Northwestern University’s Facilities Management department, in collaboration with the University’s Office of Neighborhood and Community Relations and the City of Evanston, undertook a variety of projects to repair the homes of families in need.
On April 28, a number of Northwestern volunteers helped build one family an accessibility ramp, rebuilt fallen porches and made much-needed repairs for under-served families across Evanston.
The projects were done in partnership with Rebuilding Together North Suburban Chicago (RTNSC). RTNSC is a nonprofit group that repairs and improves homes in need at no cost to homeowners. It works in 14 northern Illinois communities, completing more than 50 projects a year. The group draws on a network of more than 600 skilled and unskilled volunteers and receives support from contractors, local businesses and civic and faith-based organizations.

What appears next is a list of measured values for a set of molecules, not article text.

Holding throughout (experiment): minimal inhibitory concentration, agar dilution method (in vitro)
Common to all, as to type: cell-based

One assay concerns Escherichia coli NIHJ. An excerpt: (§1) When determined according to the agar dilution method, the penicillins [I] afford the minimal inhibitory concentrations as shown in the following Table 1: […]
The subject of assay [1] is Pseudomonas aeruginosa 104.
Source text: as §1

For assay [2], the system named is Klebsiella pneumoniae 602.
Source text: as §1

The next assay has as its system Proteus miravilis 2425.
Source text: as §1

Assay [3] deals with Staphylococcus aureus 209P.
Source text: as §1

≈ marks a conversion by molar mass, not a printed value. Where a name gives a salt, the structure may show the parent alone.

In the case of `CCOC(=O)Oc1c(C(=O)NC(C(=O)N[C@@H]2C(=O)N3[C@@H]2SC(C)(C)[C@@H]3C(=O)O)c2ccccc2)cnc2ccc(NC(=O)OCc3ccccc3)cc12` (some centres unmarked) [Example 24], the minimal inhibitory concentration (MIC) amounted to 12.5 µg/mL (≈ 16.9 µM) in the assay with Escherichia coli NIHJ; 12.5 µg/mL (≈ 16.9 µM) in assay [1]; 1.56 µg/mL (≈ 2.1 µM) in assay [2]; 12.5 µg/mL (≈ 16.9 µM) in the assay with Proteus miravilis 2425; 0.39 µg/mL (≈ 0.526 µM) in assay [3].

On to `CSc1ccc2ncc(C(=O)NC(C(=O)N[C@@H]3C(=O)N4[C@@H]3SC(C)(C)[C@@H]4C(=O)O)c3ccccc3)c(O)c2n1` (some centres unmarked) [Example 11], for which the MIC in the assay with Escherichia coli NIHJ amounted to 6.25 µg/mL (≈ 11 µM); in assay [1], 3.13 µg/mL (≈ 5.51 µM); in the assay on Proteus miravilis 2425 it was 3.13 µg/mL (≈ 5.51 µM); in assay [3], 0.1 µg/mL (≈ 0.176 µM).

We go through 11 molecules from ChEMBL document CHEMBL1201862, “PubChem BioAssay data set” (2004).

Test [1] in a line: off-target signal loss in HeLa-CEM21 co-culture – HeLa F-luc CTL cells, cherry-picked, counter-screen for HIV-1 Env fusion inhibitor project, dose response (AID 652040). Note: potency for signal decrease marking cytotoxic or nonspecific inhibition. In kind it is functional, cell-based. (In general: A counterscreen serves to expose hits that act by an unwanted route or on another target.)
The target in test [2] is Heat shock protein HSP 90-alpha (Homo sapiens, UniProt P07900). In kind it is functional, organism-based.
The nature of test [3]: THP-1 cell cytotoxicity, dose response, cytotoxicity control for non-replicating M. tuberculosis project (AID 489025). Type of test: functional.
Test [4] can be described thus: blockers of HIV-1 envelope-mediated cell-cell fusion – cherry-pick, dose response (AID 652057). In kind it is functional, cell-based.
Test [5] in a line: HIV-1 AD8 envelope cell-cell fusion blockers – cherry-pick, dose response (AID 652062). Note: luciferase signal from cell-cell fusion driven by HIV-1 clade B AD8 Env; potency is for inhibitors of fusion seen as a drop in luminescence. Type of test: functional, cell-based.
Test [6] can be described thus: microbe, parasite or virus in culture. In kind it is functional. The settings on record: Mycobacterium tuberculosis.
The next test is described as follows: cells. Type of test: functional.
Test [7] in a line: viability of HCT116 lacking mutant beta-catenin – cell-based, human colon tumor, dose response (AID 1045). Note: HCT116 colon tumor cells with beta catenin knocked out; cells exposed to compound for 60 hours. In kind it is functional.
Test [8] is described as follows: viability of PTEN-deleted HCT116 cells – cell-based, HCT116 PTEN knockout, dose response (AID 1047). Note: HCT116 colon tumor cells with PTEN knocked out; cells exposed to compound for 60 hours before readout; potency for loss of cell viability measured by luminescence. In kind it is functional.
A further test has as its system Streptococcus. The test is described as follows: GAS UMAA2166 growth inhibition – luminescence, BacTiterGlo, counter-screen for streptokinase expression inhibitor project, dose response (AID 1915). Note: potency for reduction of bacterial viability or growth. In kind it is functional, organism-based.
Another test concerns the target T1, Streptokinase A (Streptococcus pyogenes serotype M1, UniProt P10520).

“Our neighbors, especially those on fixed incomes and with special needs, just want to be able to live in their homes. Most of them have been in their homes for decades and have helped raise generations,” said John D’Angelo, Vice President for Facilities Management at Northwestern. “Those neighbors are the anchors of our Evanston community,” he said. “Northwestern and the City of Evanston couldn’t be prouder partnering with Rebuilding Together to keep our community strong.”
One of the projects involved building a ramp for a family whose son was injured and now uses a wheelchair. It was the third accessibility ramp the group has constructed in the last three years. Other projects volunteers helped with included the removal of overgrown vines that had damaged the brickwork at a nearby home, and the restoration of a family’s front yard after it had been damaged by a broken water pipe.
“Northwestern was a great partner. They raise a ton of money and bring a lot of volunteers,” said Erika Storlie, Assistant City Manager of the City of Evanston. “We do projects that are out of the scope and magnitude of what we normally get
“Our goal is to really be just a good neighbor. I think our community is stronger when we work together,” said Alan Anderson, Executive Director of Neighborhood and Community Relations at Northwestern University.